Promote fruit and vegetables to combat obesity, experts advise

Stockbridge Technology Centre/Horticultural Development Company conference focuses on health links.

Fruit and vegetable producers heard leading academics in health and nutrition attending last week's joint Stockbridge Technology Centre/Horticultural Development Company conference warn of an obesity epidemic that threatens to bankrupt the NHS.

Head of academic endocrinology, diabetes and metabolism at Hull York Medical School Professor Stephen Atkin told the conference - convened to thrash out strategies for increasing consumption of fruit and vegetables in the UK - that the estimated annual cost of obesity to the economy is £3.5bn, 18 million sick days and 40,000 lost years of working life.

He said obesity made individuals two to three times more likely to suffer from cardiovascular diseases, more than three times as likely to suffer from type 2 diabetes and at greater risk of cancer.

Meanwhile, Professor Janet Cade from the University of Leeds' nutritional epidemiology group meanwhile warned that on current trends, by 2050 more than a third of boys aged between six and 10 and more than a third of girls aged 11 to 15 would be obese.

With government campaigns to encourage greater consumption of fresh produce under fire in recent weeks for failing to halt a further decline in vegetable consumption during 2008, Cade outlined the challenge for the fresh produce industry when she highlighted that for every £1 spent on promoting healthier diets, the food industry spent £500 on promoting its "unhealthy foods".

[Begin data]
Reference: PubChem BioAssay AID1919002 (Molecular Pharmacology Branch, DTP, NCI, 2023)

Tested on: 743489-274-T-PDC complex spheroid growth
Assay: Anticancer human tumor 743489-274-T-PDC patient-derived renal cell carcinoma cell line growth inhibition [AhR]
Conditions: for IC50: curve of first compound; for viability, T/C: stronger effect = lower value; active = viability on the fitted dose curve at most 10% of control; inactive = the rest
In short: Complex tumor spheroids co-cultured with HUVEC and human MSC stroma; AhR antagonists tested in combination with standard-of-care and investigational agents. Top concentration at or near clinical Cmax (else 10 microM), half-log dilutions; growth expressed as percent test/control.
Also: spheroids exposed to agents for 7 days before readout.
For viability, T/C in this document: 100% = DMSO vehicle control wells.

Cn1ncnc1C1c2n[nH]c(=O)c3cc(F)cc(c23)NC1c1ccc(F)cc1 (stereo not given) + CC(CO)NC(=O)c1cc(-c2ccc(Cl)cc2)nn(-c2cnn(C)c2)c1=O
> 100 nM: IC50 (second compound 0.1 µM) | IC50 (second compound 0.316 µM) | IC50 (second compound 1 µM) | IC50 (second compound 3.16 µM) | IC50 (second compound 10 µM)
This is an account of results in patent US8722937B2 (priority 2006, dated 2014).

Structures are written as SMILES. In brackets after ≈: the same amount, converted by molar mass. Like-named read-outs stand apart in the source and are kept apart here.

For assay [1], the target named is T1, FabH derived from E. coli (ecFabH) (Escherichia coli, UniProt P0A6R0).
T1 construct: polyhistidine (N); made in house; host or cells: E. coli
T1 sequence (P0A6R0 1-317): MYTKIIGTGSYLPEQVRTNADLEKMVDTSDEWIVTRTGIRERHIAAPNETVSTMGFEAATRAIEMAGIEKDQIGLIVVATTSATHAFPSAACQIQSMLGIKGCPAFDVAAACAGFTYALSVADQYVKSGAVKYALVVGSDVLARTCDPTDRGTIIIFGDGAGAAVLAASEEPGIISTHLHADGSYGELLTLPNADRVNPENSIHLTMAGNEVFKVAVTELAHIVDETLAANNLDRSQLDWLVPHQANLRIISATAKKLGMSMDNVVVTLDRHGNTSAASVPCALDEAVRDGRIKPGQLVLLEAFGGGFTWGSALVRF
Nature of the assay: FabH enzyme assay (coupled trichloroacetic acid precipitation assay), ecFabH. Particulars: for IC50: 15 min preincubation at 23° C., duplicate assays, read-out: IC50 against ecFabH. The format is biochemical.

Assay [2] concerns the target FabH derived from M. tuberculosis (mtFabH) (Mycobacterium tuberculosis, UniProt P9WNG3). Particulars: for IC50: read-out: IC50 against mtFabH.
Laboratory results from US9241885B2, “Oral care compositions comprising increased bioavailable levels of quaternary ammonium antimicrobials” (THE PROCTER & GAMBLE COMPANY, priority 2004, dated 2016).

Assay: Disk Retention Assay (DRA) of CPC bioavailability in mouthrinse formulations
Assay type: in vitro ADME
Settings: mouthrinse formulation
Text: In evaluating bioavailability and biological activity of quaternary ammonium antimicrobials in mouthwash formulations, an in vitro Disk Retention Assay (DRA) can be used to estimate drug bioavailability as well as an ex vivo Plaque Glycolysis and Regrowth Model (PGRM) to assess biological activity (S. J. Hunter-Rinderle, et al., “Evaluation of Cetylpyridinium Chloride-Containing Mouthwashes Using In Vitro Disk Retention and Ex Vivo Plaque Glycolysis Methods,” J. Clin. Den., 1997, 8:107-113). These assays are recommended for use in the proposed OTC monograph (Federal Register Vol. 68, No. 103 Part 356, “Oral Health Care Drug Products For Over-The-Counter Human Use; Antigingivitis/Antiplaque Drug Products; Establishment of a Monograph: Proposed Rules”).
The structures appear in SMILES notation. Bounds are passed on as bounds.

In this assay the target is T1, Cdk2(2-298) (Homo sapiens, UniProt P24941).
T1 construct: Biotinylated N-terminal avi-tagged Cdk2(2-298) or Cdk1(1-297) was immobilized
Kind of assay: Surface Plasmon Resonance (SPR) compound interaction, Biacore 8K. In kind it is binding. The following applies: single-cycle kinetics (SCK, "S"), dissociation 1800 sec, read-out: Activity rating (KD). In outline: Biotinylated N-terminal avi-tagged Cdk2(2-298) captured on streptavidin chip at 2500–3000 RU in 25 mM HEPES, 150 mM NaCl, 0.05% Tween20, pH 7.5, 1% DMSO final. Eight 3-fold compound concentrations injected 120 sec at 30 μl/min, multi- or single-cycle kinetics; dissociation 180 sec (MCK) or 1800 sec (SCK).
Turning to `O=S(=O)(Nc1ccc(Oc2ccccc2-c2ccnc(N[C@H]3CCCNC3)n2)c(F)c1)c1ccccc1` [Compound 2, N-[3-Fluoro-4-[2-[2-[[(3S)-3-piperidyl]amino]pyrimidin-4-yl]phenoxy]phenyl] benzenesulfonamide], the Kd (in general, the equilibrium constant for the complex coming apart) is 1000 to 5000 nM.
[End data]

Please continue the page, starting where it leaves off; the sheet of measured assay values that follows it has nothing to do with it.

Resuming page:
Meanwhile, promotion of vitamin pills has confused the picture further. "There is robust evidence that fruit and vegetables have global benefits on your health that you cannot get by replacing them with pills and tablets," said Atkin.

Despite the challenges, the conference heard that progress is be-ing made in finding new ways to change eating habits - particularly among children and in school-based environments (see below).

"The evidence is there that if adults model behaviour their children will copy it," said Cade, adding that children can learn to prefer foods made available repeatedly in small amounts for them to taste.

- Stockbridge Technology Centre is to follow up this conference with a second - Health Claims for Fruit and Vegetables: The Facts - on 23 June. It will include sessions on how to steer a health claim for a product through the European Food Safety Authority and a variety of talks illustrating the evidence case for health claims for specific crops. For a free place, email emma.fisk@stc-nyorks.co.uk.


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